The Dust Bowl


Everybody said the hot winds were blowing the dust in from west Texas. The wind picked up even more dirt and dust from the local plowed fields and blew it right in your face. You would walk around in the dim light and taste the dust in your mouth and then get some dirt in your eyes. It brings your life to a halt. You have to find something to wipe your eyes but you can hardly see so you use the hem of your dress.

It is three oíclock in the afternoon. The dust still fills the air. A thunderstorm is brewing, the sky turns even darker. The chickens come in to roost thinking it is evening. We begin praying for rain but the storm blows over with not a drop of rain. So the dust keeps blowing in day after day.

The grasshoppers swarm in the fields. The corn is waist high with the leaves completely eaten away, leaving only the center vein hanging from the stalk looking like strings growing from the stalk.

While the grasshoppers are eating the corn , the cinch bugs are eating the alfalfa and gradually eating their way across all the fields. The agriculture county agent comes by to tell the farmers what they must do to save the crops.

Dad is to make a trench four inches deep around the infected crop, then pour creosote into the trench. With Mom, Al, Bill and I helping , we worked fast to keep ahead of the bugs. But the remedy is useless and the bugs keep going to the next crop, eating everything that the grasshoppers didnít get to first.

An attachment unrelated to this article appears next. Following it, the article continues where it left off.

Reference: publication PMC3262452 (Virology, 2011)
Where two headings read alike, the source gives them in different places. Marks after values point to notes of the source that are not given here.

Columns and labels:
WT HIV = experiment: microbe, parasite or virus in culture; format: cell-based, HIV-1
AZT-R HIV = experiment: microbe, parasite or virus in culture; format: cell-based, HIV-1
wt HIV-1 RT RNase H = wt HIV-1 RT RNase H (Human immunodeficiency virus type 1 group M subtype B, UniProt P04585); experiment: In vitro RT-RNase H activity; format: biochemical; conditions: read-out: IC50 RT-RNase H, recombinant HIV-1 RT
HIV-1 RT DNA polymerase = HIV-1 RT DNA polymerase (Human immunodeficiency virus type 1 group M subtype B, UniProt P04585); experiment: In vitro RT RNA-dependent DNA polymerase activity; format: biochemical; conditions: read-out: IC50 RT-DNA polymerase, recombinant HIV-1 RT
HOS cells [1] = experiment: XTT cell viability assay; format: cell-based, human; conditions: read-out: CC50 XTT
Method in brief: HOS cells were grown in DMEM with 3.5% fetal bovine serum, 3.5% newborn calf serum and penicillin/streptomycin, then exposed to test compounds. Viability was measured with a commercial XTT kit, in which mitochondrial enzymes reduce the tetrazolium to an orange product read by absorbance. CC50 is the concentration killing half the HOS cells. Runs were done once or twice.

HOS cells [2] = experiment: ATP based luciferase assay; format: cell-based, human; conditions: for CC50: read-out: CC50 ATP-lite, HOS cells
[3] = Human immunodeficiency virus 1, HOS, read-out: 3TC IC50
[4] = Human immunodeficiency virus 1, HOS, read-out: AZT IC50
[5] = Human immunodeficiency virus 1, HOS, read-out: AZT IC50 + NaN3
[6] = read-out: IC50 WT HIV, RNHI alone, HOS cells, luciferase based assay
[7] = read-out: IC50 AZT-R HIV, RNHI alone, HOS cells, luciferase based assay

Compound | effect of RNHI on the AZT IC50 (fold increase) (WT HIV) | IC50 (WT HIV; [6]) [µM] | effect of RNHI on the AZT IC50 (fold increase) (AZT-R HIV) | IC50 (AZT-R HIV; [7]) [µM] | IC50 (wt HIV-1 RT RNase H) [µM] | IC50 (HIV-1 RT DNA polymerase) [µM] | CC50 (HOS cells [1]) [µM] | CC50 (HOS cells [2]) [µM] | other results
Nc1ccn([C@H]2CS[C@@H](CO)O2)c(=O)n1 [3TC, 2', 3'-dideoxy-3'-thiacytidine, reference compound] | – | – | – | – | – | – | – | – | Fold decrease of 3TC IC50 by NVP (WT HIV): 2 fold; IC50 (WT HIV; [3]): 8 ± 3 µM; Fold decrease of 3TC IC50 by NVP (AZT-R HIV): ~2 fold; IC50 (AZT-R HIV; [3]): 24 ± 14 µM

Dad is worried, heís afraid the bugs are going to completely eat all the pasture grass and he will be forced to sell the livestock. The bugs get to the pasture and eat almost all the grass. Dad sells off part of the stock (for practically nothing) but does manage to keep enough cows to supply milk for the family.

Mom did the washing each Monday morning. The dust had usually settled over night so the mornings would start out very peaceful and mom would think ďGood, maybe Iíll get these clothes washed starched and dried before the wind and dust begins.. The grasshoppers didnít help any because they ate the starch from the clothes and left tiny holes in the fabric. Sure enough, about the time she got all the clothes on the clothesline the hot dry dust would, once again, begin to blow.. Mom took the clothes off the line the minute it got dry to keep the grasshoppers from eating the starch and to keep the clothes from getting dirty again from the dust..

The federal government stepped in with programs to help farmers claw out of the hard times. One program created a system of conservation districts so community leaders could spread the word of sustainable farming practices and tailor them to the needs of each piece of land. The conservation programs were voluntary and dad thought there was no harm in trying them. Wind brakes were advised so dad planted hedge trees along the west side of the farm. They also recommended contouring and terracing the land to retain the water and minimize soil runoff. Both ideas took years to develop. The hedge trees were small and it took time for the government to analyze and tell the farmer how to contour the land. .Meantime the wind and dust kept blowing.

Some land simply was taken out of production. The federal government paid some farmers to leave their land alone, for many those payments were their only source of income. The government didnít give dad the opportunity to take advantage of this program.

Mom and dad began reading about irrigated farms and the idea of having water when and where you wanted it began to sound pretty darn good. They survived the depression and the dust bowl days . The idea of all that running water would not go away so in 1945 they sold the farm and moved to Yakima Washington .

Return to stories